- Career Corner
The herculean task of managing an Auto company
by Michael Kinsman
"Anyone who thinks or attempts to convince you that it's business as usual at Ford is wrong and would best serve us all by pursuing their interests elsewhere," he told company employees in an e-mail. "Our heritage of innovation must be reclaimed and renewed or the greatness of our company will become part of our past. It's that simple."
In other words, it's Bill's way or the highway.
Let's start off by agreeing that Bill Ford is a smart man. The great-grandson of Henry Ford went to college at Princeton and later obtained an MBA at Massachusetts Institute of Technology.
And, even with a bloodline to the pioneer automaker, Bill Ford didn't get his job because he's a nice guy or has a friendly smile. He's known as a shrewd and innovative strategist.
So why does he antagonize the members of his company's work force by inferring that they are part of the problem his corporation now faces?
You have to give credit to Ford for stepping up to take on the challenge of righting the course of one of America's greatest companies ever. But these are tough times in the auto industry. Failure to properly address environmental concerns, hamstrung by costly salary structures and benefits packages as its work force ages, and intense global competition in the car business makes his job daunting.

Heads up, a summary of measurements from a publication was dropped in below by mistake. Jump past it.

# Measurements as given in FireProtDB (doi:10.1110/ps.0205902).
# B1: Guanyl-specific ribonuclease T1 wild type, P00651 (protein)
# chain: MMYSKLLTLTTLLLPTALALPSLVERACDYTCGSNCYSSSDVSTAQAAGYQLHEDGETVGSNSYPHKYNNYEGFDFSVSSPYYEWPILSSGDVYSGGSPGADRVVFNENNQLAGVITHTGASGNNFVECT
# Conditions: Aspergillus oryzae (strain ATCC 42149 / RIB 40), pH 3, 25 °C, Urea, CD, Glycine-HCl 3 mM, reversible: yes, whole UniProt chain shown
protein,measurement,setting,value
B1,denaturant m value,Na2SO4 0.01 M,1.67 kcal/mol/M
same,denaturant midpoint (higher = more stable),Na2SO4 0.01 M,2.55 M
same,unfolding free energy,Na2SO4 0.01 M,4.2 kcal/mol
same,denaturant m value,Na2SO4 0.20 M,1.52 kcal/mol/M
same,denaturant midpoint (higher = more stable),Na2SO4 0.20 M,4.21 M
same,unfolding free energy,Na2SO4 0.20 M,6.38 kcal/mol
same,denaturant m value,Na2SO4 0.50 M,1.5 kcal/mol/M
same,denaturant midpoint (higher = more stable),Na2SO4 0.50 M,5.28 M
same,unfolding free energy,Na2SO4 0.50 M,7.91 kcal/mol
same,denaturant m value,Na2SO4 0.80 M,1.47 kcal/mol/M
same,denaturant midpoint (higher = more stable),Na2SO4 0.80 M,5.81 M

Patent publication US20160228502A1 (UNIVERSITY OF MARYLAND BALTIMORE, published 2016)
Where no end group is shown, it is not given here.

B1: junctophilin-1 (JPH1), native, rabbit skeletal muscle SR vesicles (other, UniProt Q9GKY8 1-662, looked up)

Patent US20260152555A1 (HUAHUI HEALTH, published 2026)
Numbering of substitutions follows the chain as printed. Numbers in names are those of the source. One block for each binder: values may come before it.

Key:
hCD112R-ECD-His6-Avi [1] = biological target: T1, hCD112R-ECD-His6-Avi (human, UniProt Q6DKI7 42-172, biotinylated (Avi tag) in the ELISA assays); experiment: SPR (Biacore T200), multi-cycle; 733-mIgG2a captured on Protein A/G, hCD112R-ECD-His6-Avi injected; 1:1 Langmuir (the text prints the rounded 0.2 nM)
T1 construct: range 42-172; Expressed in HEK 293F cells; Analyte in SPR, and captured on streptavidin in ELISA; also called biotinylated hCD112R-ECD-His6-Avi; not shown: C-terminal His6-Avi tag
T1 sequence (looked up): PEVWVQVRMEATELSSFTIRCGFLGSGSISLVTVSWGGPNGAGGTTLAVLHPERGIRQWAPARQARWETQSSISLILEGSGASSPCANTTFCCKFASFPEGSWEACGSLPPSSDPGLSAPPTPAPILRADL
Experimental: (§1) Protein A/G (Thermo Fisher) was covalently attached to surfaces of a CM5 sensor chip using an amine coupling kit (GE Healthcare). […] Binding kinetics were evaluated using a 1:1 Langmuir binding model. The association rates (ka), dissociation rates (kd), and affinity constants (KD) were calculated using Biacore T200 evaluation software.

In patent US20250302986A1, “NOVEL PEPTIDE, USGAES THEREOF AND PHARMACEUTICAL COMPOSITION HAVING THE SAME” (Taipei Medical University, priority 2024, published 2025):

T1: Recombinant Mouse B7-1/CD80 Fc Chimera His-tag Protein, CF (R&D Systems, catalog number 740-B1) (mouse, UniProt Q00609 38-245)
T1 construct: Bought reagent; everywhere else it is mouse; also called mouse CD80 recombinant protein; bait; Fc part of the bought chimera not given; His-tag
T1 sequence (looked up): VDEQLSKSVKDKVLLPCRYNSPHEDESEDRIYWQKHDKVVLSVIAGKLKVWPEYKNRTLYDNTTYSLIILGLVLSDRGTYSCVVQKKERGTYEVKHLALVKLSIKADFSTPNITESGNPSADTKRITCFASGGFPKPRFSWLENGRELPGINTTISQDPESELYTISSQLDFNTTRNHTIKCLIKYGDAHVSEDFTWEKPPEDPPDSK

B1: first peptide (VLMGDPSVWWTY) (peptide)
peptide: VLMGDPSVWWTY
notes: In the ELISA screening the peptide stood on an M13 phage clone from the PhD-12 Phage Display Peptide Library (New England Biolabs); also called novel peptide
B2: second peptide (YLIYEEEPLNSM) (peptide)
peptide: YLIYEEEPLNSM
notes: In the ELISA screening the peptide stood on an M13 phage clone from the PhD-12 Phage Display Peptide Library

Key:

Frankly, most of us wouldn't want his job, or the sacrifices his family will make to allow him to adequately tackle the company's future.
He has to be under enormous pressure. He is the great hope of the Ford family that he will be able to steer the automaker back to brilliance.
The odds certainly are against him accomplishing this.
Yet, it makes no sense to lash out at Ford's employees. These are the very same people he will need on his side if his revitalization plan is to be successful.
Ford isn't the first executive to make this mistake. It happens every day.
Executives sometimes forget that all the great business plans, strategies, resources and successes are implemented by the people who work for them. And, the more motivated and inspired these employees are, the more committed they will be to the company and its initiatives.
It would have made a lot more sense for Ford to send an e-mail message to his employees that candidly assesses the plight of the corporation. He would have discussed its glories of the past, the immense challenge of trying to rebuild the company into an entity that would be able to thrive in the 21st Century just as it had for most of the 20th Century.
He could have made a challenge to every Ford employee to play a role in that, to bring the brains, energy and spirit to work each day for the express purpose of making the company better.
Companies - even the largest corporations in the world - are really nothing more than a bunch of people working together for a common goal.
That's not just a succinct, glib description. It's reality.
You hope that deep down every executive knows this and remembers it every day. It doesn't matter how brilliant your chief executive is, if he or she doesn't have the ability to inspire those who work for them to pursue a common goal.
Bill Ford probably knows that. But right now, he should be saying that to his employees, not casting threats over their future.
© Copley News Service